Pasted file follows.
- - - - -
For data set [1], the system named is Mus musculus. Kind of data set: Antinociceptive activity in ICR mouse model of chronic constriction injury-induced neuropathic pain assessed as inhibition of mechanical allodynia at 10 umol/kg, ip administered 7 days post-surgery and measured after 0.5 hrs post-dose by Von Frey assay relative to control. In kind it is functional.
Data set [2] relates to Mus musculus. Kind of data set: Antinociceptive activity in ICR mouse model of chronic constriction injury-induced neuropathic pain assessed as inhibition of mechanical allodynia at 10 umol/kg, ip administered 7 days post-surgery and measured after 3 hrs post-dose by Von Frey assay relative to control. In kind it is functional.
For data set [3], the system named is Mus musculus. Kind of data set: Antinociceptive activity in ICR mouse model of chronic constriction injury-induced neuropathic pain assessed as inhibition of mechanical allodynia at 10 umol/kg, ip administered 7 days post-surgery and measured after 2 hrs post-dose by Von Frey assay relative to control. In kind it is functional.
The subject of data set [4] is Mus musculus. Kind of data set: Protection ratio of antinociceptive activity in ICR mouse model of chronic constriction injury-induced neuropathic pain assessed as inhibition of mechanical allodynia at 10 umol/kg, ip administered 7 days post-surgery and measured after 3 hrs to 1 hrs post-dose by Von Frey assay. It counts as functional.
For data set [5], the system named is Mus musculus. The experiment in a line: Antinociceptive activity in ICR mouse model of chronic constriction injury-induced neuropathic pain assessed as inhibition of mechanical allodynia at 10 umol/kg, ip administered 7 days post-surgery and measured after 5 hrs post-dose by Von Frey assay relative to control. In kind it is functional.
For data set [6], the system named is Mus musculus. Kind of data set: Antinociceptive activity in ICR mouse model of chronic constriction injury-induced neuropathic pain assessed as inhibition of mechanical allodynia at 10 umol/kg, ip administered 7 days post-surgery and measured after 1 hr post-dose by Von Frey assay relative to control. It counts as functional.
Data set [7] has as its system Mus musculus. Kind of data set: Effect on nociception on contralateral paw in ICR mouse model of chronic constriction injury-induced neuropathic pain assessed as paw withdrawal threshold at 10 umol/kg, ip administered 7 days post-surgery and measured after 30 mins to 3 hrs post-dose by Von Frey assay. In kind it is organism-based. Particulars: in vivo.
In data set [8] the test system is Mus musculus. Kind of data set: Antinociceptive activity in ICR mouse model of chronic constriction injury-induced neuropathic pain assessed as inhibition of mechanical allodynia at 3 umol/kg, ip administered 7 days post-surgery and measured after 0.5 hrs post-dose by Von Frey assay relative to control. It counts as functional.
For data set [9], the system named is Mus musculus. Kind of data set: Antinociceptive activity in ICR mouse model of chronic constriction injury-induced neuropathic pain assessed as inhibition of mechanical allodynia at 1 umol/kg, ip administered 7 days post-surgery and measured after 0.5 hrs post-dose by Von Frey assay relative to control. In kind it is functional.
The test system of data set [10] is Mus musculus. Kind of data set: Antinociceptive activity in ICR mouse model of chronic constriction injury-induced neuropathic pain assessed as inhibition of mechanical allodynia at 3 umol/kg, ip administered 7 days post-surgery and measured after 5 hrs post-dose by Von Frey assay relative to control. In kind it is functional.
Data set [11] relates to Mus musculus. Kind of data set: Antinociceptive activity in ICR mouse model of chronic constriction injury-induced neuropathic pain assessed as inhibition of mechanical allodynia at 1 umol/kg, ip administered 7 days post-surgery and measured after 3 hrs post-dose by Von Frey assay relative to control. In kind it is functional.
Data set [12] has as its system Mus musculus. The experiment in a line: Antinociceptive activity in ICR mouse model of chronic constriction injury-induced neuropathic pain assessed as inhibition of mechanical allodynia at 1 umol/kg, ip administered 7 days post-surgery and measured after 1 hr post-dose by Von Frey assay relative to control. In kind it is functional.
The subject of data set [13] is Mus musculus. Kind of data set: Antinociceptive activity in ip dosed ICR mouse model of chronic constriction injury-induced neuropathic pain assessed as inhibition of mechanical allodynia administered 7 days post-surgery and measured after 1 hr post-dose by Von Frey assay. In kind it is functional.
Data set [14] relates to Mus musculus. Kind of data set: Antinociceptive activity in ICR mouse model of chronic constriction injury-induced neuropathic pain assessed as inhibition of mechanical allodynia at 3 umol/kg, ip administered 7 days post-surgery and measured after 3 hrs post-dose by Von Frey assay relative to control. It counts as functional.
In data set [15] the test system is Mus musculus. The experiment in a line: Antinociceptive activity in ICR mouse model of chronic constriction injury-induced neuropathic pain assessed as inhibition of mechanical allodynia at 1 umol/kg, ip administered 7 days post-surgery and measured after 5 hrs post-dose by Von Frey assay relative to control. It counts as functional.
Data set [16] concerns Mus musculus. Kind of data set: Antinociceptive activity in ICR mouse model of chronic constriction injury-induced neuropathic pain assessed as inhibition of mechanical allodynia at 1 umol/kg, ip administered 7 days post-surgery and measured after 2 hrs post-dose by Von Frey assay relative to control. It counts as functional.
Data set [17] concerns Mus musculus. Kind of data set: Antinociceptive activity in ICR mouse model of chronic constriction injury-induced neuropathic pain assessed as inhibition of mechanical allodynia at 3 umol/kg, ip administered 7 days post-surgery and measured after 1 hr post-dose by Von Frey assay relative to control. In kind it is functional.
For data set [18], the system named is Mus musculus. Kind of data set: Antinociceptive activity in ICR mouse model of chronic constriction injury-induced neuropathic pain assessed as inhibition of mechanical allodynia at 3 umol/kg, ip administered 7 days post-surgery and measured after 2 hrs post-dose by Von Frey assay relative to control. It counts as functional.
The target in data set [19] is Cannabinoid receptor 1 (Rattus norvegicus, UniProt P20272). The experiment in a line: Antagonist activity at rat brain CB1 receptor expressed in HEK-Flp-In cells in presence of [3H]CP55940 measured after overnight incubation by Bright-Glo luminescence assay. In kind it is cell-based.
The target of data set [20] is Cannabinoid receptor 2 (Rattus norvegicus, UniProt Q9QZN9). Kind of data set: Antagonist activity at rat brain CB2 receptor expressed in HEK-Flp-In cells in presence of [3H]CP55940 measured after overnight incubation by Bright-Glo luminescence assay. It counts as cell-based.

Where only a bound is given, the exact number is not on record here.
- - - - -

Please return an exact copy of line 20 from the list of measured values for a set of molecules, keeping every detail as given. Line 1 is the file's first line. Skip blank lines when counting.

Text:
The target of data set [20] is Cannabinoid receptor 2 (Rattus norvegicus, UniProt Q9QZN9). Kind of data set: Antagonist activity at rat brain CB2 receptor expressed in HEK-Flp-In cells in presence of [3H]CP55940 measured after overnight incubation by Bright-Glo luminescence assay. It counts as cell-based.